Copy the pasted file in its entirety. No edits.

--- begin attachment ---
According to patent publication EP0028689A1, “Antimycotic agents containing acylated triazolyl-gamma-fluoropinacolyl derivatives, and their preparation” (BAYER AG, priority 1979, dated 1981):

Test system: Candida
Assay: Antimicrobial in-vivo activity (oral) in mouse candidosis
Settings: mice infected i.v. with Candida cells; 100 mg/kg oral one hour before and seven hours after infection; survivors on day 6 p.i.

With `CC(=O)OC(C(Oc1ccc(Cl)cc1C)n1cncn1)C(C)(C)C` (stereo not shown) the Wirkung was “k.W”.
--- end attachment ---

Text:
According to patent publication EP0028689A1, “Antimycotic agents containing acylated triazolyl-gamma-fluoropinacolyl derivatives, and their preparation” (BAYER AG, priority 1979, dated 1981):

Test system: Candida
Assay: Antimicrobial in-vivo activity (oral) in mouse candidosis
Settings: mice infected i.v. with Candida cells; 100 mg/kg oral one hour before and seven hours after infection; survivors on day 6 p.i.

With `CC(=O)OC(C(Oc1ccc(Cl)cc1C)n1cncn1)C(C)(C)C` (stereo not shown) the Wirkung was “k.W”.